6 Famous Bridges on the Chicago River

When it comes to historical icons, none have made a more profound impact on Chicago than its bridges. This innovative city pioneered multiple types of bridges, which helped improve transportation throughout America. The Chicago River system commands a 156-mile stretch that directly impacts trade for the entire country. There are over 180 bridges in Cook County alone, and Chicago boasts more moveable bridges than any other city in the world. This massive amount of bridges was a key factor in Chicago becoming an economic powerhouse.

Through a series of natural disasters and innovations, Chicago set the standard with the introduction of multiple types of bridges. In 1832, the first bridge was built across the Chicago River at Kinzie Street. Despite being rickety and only supporting foot-traffic, this wooden bridge sparked a revolution. Two years later, engineers installed the first drawbridge that could accommodate vehicles on Dearborn Street. The disastrous effects of the Flood of 1849 brought about the introduction of the first swing bridge in 1856. From there Chicago experimented with jack-knife, vertical lift, and the Scherzer rolling lift bridges before settling on the right prototype.

Out of all the bridge types in Chicago, none are more iconic than bascule drawbridges. Boasting a complex system of gears and counterweights, these bridges lift two leaves up from the center of the river. America’s first Trunnion Bascule bridge was installed at Cortland Street in 1902. From there different variations of bascule bridges were installed throughout the city. On top of making history with their bridges, Chicago is filled with them. Out of the 43 movable bridges in the city, 20 are located downtown. This has caused a tourism boom that employs 52,000 boat tours every season.

Out of all the ways to explore Chicago’s unique selection of bridges, none are more luxurious than our private yacht. From talented docents to exquisite catering options, Adeline’s Sea Moose makes Chicago River charters an experience. There’s no better way to complement Chicago’s rich history than with one of our posh charters. To highlight what visitors can expect, we compiled a list of the most noteworthy bridges in Chicago. All these sights are included in our charter, so prepare to get a generous dose of history in a luxurious setting!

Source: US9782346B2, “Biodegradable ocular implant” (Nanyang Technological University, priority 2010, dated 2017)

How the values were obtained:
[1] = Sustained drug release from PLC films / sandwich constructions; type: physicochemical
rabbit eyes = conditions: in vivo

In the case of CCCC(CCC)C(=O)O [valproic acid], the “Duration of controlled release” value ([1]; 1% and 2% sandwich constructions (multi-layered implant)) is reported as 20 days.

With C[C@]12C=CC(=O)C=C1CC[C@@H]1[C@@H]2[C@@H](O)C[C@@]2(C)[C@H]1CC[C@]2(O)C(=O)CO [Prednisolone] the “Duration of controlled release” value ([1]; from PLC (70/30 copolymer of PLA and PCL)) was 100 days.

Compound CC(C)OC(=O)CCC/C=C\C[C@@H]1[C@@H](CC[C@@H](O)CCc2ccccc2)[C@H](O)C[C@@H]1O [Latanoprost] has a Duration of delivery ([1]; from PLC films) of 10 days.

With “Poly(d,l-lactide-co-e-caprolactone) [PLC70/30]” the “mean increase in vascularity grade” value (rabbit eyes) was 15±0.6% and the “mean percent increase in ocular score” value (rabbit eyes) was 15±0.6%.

Most Iconic and Famous Bridges in Chicago

Chicago River Bridges #1: Dearborn Street

Even though the original Dearborn Street bridge was the first moveable bridge in Chicago, what stands today was constructed in 1963. Boasting an intricate mixture of built-up beams and v-lacing, this design highlights the innovations of multiple eras. Chicago came full circle with bascule bridges, since the first moveable bridge that was torn down was a bascule variation. Explore the details of this ironic transition on our charter!

Chicago River Bridges #2: State Street

This impressively wide bridge came to fruition after WWII. Thanks to the steel shortage during the war, its construction lasted from 1942 to 1949. Despite taking 7 years to complete, it was well-worth the wait. Boasting eight lanes of traffic, this bridge features multiple novelties. On top of having a railing height truss design, it’s one of the last bridges in Chicago to have aesthetic enhancements on its tender houses. This bridge will be celebrating its 70thanniversary this year, so don’t miss it!

Chicago River Bridges #3: Madison Street

Despite starting from humble beginnings, the Lyric Opera Bridge’s final design ended up setting the standard for 40 years. What started as a wooden bridge in 1849 eventually evolved into the city’s first railing-height truss. By using half pony truss and half deck truss, this design increased clearance under the bridge. Due to its modern look and many advantages, this became Chicago’s new bridge model for over four decades. This bridge’s impact echoed throughout the city, since it revolutionized how engineers designed bridges.

Chicago River Bridges #4: Adams Street

When this double leaf bascule was built, it sparked a surprising amount of controversy. Chicago city engineer Alexander Murdoch ended up losing his job when he refused to withdraw support of patented Strauss bridge components in 1923. The city of Chicago had just lost a patent suit against the Strauss Bascule Bridge Company, so they fired Murdoch and opted for non patented parts. This proved to be a wise decision, because it allowed the bridge to continue standing to this day.

Chicago River Bridges #5: La Salle Street

This bridge was part of a bold plan to widen La Salle street in 1902. Costing $2.5 million, it was eventually built by the Strobel Steel Construction Company in 1928. In 1999, it was renamed to honor former Chicago Department of Public Works Commissioner Marshall Suloway. This name change didn’t affect the profound impact that this 242-foot long bridge had on access between The Loop and the Near North Side.

Chicago River Bridges #6: Wells Street

Located in the heart of downtown Chicago, this double deck bascule bridge unites the Near North Side with The Loop. It was constructed during the first term of William “Big Bill” Thompson in 1922. He ended up serving three terms, and was the last Republican mayor in Chicago’s history. Despite being rebuilt in 2012 and 2013, this bridge embodies Thompson’s legacy. Enjoy this epic mixture of historic value and modern design!